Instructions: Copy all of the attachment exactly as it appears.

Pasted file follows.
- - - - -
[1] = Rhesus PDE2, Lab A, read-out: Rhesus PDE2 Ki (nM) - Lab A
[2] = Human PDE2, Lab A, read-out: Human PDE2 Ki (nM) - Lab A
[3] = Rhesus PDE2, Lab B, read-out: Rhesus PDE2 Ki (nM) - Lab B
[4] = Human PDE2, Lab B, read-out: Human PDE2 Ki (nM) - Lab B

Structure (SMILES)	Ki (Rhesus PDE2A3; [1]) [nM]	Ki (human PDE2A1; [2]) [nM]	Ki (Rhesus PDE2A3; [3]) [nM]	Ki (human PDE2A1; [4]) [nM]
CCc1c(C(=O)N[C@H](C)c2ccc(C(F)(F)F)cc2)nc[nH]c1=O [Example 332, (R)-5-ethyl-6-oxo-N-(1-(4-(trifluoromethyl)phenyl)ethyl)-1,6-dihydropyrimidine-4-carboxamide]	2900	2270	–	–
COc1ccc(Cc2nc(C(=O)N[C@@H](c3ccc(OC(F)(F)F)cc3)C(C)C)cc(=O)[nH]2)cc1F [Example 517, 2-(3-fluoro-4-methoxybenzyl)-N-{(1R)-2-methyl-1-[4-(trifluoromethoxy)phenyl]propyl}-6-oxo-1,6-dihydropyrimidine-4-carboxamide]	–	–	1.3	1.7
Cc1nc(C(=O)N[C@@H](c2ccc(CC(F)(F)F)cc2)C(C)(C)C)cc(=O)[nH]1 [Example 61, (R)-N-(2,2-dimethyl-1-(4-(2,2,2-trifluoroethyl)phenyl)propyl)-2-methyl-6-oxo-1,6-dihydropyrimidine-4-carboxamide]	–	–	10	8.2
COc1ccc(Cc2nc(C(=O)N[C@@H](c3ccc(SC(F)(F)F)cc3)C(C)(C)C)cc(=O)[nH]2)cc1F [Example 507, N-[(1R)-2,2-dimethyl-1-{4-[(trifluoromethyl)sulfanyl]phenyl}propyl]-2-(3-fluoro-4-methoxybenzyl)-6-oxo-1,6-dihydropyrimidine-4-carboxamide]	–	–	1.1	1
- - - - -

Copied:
[1] = Rhesus PDE2, Lab A, read-out: Rhesus PDE2 Ki (nM) - Lab A
[2] = Human PDE2, Lab A, read-out: Human PDE2 Ki (nM) - Lab A
[3] = Rhesus PDE2, Lab B, read-out: Rhesus PDE2 Ki (nM) - Lab B
[4] = Human PDE2, Lab B, read-out: Human PDE2 Ki (nM) - Lab B

Structure (SMILES)	Ki (Rhesus PDE2A3; [1]) [nM]	Ki (human PDE2A1; [2]) [nM]	Ki (Rhesus PDE2A3; [3]) [nM]	Ki (human PDE2A1; [4]) [nM]
CCc1c(C(=O)N[C@H](C)c2ccc(C(F)(F)F)cc2)nc[nH]c1=O [Example 332, (R)-5-ethyl-6-oxo-N-(1-(4-(trifluoromethyl)phenyl)ethyl)-1,6-dihydropyrimidine-4-carboxamide]	2900	2270	–	–
COc1ccc(Cc2nc(C(=O)N[C@@H](c3ccc(OC(F)(F)F)cc3)C(C)C)cc(=O)[nH]2)cc1F [Example 517, 2-(3-fluoro-4-methoxybenzyl)-N-{(1R)-2-methyl-1-[4-(trifluoromethoxy)phenyl]propyl}-6-oxo-1,6-dihydropyrimidine-4-carboxamide]	–	–	1.3	1.7
Cc1nc(C(=O)N[C@@H](c2ccc(CC(F)(F)F)cc2)C(C)(C)C)cc(=O)[nH]1 [Example 61, (R)-N-(2,2-dimethyl-1-(4-(2,2,2-trifluoroethyl)phenyl)propyl)-2-methyl-6-oxo-1,6-dihydropyrimidine-4-carboxamide]	–	–	10	8.2
COc1ccc(Cc2nc(C(=O)N[C@@H](c3ccc(SC(F)(F)F)cc3)C(C)(C)C)cc(=O)[nH]2)cc1F [Example 507, N-[(1R)-2,2-dimethyl-1-{4-[(trifluoromethyl)sulfanyl]phenyl}propyl]-2-(3-fluoro-4-methoxybenzyl)-6-oxo-1,6-dihydropyrimidine-4-carboxamide]	–	–	1.1	1